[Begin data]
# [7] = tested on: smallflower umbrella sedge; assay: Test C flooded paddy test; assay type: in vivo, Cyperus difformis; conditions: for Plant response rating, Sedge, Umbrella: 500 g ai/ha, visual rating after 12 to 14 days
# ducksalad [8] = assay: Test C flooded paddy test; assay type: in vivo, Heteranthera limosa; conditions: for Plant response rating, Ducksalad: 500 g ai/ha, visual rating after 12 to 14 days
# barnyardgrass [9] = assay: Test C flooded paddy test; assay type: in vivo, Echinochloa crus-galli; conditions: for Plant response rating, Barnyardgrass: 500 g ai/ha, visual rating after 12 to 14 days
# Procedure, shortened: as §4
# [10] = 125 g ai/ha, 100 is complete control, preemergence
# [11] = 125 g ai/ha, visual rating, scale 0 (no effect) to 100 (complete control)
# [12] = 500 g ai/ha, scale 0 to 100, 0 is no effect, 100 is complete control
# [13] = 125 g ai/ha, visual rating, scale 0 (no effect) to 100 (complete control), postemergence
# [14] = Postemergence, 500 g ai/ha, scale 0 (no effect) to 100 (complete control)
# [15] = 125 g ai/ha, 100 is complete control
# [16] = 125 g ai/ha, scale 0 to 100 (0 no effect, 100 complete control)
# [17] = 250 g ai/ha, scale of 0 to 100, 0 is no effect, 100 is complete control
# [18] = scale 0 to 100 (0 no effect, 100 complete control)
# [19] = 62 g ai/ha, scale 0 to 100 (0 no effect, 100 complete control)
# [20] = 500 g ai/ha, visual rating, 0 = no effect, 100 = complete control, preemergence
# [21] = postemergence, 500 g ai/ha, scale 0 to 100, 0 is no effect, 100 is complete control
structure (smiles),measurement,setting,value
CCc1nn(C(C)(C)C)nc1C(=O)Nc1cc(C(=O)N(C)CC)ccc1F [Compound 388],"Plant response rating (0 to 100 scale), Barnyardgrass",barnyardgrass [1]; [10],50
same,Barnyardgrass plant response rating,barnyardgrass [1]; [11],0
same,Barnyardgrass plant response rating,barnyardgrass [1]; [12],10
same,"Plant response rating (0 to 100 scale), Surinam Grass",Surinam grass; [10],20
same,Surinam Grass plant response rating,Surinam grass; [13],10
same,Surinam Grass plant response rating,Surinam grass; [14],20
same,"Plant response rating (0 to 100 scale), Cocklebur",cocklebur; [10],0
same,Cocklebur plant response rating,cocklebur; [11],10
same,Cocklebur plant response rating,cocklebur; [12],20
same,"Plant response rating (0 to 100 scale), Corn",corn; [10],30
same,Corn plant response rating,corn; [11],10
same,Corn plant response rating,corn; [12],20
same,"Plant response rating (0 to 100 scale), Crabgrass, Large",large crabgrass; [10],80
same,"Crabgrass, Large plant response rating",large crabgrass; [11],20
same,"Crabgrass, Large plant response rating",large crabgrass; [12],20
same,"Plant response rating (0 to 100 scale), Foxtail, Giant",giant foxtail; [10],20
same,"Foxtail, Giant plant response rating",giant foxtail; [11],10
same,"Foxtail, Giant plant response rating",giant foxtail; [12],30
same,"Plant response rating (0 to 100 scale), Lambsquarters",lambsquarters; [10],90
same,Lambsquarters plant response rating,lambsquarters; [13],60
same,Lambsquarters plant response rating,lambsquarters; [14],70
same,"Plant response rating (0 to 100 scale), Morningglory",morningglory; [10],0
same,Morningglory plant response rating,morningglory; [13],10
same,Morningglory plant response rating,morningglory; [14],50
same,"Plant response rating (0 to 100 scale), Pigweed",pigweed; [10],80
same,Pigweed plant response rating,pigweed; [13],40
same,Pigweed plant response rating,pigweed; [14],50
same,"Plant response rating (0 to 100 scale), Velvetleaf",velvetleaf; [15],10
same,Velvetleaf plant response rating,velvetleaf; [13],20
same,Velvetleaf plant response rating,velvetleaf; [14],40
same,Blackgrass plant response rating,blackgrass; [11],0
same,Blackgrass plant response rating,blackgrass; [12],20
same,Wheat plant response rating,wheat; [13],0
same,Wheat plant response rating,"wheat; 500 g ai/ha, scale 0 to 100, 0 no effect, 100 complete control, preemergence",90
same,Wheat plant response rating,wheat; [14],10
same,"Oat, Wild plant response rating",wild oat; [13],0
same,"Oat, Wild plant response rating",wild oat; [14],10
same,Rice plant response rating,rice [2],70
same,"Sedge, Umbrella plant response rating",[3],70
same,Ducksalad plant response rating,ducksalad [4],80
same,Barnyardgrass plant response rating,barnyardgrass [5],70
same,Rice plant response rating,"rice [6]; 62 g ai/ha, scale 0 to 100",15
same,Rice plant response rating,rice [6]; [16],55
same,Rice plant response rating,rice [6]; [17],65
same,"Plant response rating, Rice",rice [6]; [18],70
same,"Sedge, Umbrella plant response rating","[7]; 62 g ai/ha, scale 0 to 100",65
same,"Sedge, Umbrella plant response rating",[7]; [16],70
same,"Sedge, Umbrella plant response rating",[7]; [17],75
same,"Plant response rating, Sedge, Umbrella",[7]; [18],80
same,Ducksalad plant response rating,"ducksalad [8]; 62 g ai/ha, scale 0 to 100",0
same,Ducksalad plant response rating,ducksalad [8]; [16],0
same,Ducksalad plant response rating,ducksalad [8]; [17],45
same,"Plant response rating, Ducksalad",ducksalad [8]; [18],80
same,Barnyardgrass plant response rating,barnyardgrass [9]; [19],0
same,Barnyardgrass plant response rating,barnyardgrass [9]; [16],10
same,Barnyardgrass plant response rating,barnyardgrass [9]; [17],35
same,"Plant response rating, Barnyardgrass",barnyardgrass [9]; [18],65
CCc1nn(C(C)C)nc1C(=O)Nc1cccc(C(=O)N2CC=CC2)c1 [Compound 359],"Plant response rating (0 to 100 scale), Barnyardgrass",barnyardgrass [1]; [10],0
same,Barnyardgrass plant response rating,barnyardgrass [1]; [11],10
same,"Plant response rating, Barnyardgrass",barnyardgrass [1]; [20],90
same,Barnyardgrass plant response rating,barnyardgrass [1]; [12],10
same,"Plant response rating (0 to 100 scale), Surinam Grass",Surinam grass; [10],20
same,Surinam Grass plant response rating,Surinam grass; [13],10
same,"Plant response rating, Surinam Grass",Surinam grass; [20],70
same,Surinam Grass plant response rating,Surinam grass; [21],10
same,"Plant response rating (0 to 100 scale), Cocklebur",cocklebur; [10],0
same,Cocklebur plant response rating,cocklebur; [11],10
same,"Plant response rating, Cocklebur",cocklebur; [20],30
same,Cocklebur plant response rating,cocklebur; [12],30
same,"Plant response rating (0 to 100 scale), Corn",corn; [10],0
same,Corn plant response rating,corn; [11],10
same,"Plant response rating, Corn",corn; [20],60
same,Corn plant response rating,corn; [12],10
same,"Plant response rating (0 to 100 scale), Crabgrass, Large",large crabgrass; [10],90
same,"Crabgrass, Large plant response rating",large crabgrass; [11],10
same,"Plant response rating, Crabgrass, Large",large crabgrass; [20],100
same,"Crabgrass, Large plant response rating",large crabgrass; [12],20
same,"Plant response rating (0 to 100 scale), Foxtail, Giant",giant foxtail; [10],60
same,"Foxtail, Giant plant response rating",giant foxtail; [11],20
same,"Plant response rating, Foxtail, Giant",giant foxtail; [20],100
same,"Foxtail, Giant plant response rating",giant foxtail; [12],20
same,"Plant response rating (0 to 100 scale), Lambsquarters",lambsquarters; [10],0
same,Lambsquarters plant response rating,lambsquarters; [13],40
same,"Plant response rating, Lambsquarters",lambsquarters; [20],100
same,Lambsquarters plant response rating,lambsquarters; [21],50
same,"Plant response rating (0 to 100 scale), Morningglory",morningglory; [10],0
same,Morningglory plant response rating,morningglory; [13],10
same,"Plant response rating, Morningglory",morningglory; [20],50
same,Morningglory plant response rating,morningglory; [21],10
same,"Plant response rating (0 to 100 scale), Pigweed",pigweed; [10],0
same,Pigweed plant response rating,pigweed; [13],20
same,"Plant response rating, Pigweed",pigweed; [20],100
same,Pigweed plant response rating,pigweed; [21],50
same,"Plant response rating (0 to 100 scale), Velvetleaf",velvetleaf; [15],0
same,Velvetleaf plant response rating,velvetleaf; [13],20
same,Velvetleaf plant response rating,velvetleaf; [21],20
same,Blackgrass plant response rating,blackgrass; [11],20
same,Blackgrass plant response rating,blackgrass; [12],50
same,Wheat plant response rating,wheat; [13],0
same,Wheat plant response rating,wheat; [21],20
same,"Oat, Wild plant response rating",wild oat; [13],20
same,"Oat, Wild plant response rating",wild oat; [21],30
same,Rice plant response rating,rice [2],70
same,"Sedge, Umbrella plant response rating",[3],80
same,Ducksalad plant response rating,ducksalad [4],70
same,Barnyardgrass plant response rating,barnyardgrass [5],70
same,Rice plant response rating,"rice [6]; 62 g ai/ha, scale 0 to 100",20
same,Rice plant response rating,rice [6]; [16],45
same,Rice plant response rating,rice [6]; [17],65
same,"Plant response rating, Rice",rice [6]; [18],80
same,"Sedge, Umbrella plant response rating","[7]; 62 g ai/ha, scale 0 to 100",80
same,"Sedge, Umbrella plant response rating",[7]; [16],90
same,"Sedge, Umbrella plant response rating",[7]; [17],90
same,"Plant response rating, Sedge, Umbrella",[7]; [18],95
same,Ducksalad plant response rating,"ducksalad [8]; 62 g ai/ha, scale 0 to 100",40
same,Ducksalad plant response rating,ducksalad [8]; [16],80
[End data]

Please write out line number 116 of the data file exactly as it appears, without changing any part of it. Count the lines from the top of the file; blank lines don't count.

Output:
same,Wheat plant response rating,wheat; [13],0